What can young and old learn from each other in the face of climate crisis? The Good Business Festival team headed to COP26 to find out.
As the curtains closed on COP26 – the 26th edition of the UN’s Conference of Parties climate conference – last weekend, a fragile agreement emerged. It signalled progress, albeit imperfect. Facing an eleventh hour objection to wording that would agree to “phase out” coal-fired power generation, the agreement hung on a lesser adoption of “accelerating efforts towards the phaseout of unabated coal power and inefficient fossil fuel subsidies”.
25,000 politicians, business leaders and activists arrived in Glasgow – although access to the conference this year has not been without controversy. The event marked the first five-year review since the Paris Climate Agreement in 2015 – and gave delegates the opportunity to take stock and ramp up commitments.
The Paris conference in 2015 resulted in the landmark Paris Climate Agreement, with 196 countries agreeing to limit global warming to 2ºC (preferably 1.5ºC) above pre-industrial levels, see emissions peak by 2050 and make $100bn each year available to meet these aims.
But the years since Paris have seen increasing impact from wildfires, drought, storms and pollution, with the IPCC report warning in August this year that those commitments to 1.5ºC or 2ºC require “immediate, rapid and large-scale reductions in greenhouse gas emissions…” Abandoning coal is essential to staying within 1.5C. To do so, the International Energy Agency insists that 40% of the world’s 8,500 coal-fired power plants must close by 2030.
The Good Business Festival team headed for Glasgow, and last week presented an event for the North West region: Talking about my Generation – as a way of translating that ‘immediate and rapid’ ambition into action.
In spite of the existential crisis our planet faces, a generational schism has emerged as one of its key battle grounds. Journalist and broadcaster Paul Mason hosted the session, which brought together two panels to ask what we can learn from each other.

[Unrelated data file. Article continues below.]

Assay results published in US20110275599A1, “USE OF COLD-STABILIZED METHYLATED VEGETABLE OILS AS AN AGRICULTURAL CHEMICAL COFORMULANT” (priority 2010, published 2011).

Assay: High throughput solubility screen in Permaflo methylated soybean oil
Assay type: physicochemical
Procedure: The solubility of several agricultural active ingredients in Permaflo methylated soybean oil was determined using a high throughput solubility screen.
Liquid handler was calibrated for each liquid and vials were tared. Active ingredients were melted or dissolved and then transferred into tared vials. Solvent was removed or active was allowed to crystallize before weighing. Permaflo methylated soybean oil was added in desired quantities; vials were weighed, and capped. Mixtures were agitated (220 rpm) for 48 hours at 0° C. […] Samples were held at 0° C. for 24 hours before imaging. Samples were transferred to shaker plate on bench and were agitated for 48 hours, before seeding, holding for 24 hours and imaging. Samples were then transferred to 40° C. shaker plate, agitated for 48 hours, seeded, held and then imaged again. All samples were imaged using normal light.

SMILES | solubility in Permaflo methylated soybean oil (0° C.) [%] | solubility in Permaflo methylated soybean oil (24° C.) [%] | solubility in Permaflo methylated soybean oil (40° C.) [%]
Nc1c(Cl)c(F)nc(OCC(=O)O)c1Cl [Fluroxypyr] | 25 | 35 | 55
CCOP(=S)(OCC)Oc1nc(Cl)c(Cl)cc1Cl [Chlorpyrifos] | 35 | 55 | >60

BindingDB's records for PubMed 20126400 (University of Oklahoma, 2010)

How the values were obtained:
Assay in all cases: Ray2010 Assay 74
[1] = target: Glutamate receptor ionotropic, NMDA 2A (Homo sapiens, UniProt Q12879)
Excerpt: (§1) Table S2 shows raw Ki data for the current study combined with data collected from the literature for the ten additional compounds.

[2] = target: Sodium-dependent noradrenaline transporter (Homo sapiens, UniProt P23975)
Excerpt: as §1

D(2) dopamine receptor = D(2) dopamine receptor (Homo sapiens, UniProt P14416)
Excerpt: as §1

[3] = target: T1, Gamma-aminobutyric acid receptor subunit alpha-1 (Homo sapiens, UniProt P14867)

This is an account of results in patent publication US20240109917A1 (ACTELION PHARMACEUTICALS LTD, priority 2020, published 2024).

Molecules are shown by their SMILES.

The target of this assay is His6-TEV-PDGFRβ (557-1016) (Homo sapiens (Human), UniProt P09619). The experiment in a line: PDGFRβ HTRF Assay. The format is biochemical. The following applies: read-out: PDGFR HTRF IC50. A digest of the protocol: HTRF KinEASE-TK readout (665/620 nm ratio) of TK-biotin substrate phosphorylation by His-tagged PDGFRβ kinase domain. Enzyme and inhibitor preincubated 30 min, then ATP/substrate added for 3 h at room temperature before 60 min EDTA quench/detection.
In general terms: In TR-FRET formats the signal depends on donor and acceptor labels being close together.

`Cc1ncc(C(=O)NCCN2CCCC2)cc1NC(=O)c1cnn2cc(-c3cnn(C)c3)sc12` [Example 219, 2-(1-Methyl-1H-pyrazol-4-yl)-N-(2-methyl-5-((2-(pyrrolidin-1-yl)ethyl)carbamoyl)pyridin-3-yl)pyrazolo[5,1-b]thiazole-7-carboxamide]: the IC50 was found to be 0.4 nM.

“It’s overly simplistic to pit young people against old in this battle for the planet, but there is certainly a difference in the way that these two groups view the challenges we all face and the best way to tackle them,” – Paul Mason.
Mason continues: “young activists often accuse those in power of not acting with enough speed, depth or aggression to tackle the problem, while it is not uncommon for these demands to be dismissed as naive by those currently at the helm. In a moment of unprecedented global crisis, should leaders be throwing out the norms and following the progressive overhaul many younger activists are calling for? And as this new generation start to come through and take up positions of power, what can these new voices learn from those leading the way now?”
The first session, called Innovation will save us all, focused on dynamic, creative solutions for the future. David Parkin, project director for HyNet North West – the region’s first large scale low carbon hydrogen production project – was joined by two PhD students, Kate Thompson from the University of Liverpool and Eleanor Lewis from the University of Chester.
In the second session, Liverpool City Region’s Metro Mayor Steve Rotheram called for a decade of action and investment to follow COP26, delivering social, economic and environmental wins for communities in the region.
Rotheram was joined on stage by Mayor of Greater Manchester Andy Burnham, alongside Emma Greenwood, a Youth Member of Parliament for Bury and climate activist, Alex Gorton-Kennedy, Member of Youth Parliament for Manchester Central and climate and mental health activist and Iman Hussain, a PhD student from the University of Lancaster, to answer the question, how can we create real change through engagement and empowerment?
The session focused on translating climate talk to action, ensuring the North West becomes the first net zero region by 2040. Rotheram highlighted the region as a driver of a national effort to cut carbon emissions and decarbonise. “I want the Liverpool City Region (LCR) to be at the forefront of the green industrial revolution, leading the charge towards net zero, and taking advantage of the myriad of jobs, investment and opportunities that it will provide,” he said. “From our existing strengths in wind and solar power, to revolutionary new projects like HyNet and our Mersey Tidal Power scheme, our region has the potential to be Britain’s Renewable Energy Coast – with local people benefiting from the employment and training opportunities that go with it.”
Major green projects in Liverpool City Region are being profiled during COP26, as part of the Metro Mayor’s mission to double the number of green jobs in LCR and unlock investment to become net zero, at least ten years ahead of the national target. Events in both the North West and Glasgow are showcasing the progress made on initiatives such as retrofitting homes and supporting grassroots projects through the Community Environment Fund. The region has also profiled major energy projects and investment opportunities such as Mersey Tidal Power and HyNet, a pioneering project to replace methane with hydrogen to supply’s the region’s grid and energy intensive industries by 2035.
The Good Business Festival is passionately non-exclusive. It’s not about what you do or who you know. It’s not about agreeing on everything all of the time. It’s about everyone working towards a better world – no matter where you’re starting from.